Submitting a college application is stressful enough, but if you’re interested in majoring in an art or design field, you’ll also need to compile samples of your work into a portfolio.
Most art and design programs require a collection of your best work along with the usual college application to give the college admission office insights into your artistic strengths and interests and for merit or talent scholarship consideration.
Here are a few tips to consider when compiling a portfolio so that you might give it the “wow factor” a college admission office is looking for.
Start at the beginning
If you are staring at a pile of art and design projects with no idea where to start, you’re not alone. Take a deep breath and start at the beginning. Find 10–20 pieces that highlight all-around abilities and show your personality and willingness to dedicate time to a project. The pieces selected must be original ideas, not “borrowed” or copied from others’ works.
When deciding which pieces to include, look at your work as a group: What can each contribute to the portfolio? What does each communicate to the reviewer? Does the piece showcase a skill set? Order is important too: The first piece in the portfolio should make a strong statement and set the tone for the rest of the presentation. The following pieces should show ability, with the most expressive works placed in the middle. Once the pieces have been selected and arranged, make sure everything is labeled properly and easy to read.
Ask for help and be open to the advice
The portfolio should only include your best work. Remember, more is not necessarily better. Ask teachers, colleagues, and friends for their opinion on the portfolio before it’s submitted. It’s tough to judge your own work, so don’t be shy about asking for help.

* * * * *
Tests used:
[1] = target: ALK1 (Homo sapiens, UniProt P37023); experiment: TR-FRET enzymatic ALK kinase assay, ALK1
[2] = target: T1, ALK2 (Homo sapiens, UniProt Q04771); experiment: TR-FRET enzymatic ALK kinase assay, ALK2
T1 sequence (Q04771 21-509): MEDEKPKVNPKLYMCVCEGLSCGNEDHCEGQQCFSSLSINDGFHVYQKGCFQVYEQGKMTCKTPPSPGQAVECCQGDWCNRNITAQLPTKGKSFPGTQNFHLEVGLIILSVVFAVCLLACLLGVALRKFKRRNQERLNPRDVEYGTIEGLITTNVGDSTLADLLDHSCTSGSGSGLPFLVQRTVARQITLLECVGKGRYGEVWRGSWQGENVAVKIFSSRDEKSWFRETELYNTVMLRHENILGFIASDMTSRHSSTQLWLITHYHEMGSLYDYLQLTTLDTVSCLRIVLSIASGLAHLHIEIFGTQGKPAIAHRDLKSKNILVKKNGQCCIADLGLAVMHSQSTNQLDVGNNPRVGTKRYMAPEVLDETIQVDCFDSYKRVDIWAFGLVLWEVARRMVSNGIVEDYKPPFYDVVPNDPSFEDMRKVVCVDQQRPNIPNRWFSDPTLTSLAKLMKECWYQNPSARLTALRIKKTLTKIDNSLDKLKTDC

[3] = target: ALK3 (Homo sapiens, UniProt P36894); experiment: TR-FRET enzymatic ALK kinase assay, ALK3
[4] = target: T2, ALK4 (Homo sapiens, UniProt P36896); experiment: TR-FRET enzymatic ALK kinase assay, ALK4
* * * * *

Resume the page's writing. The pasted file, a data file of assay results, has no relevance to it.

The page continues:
Most colleges encourage in-person preliminary portfolio reviews during the junior or senior year of high school. It’s a great opportunity to share your art projects and ask for guidance on pieces to include in a portfolio. And the college you’re interested in or a college near you may offer a course on portfolio development for high school students. Also consider attending a National Portfolio Day event, where 50–70 colleges are typically represented. You’ll have a chance to ask questions and receive informal portfolio reviews.
Give ’em what they want
You should know the portfolio requirements for each college to which you want to apply. A portfolio for one college most likely cannot be used again for another college. Many schools want to see at least one drawing from life since nearly all art and design colleges require such classes. Some schools want to see a certain number of works affiliated with your chosen major. All like the works to be recent. Fortunately, plenty of resources exist for students to create a portfolio that will boost confidence in current skills and pave the way to a life in art and design.
When it’s time to submit the portfolio, be sure to follow all submission guidelines and never miss a deadline. If you have questions about the submission guidelines, call the college. It’s better to ask than to have your portfolio disqualified. Even if you’re in a time crunch, it is worth the time and effort to ensure the pieces selected are arranged well and professionally presented—it may mean the difference between the application being accepted or rejected.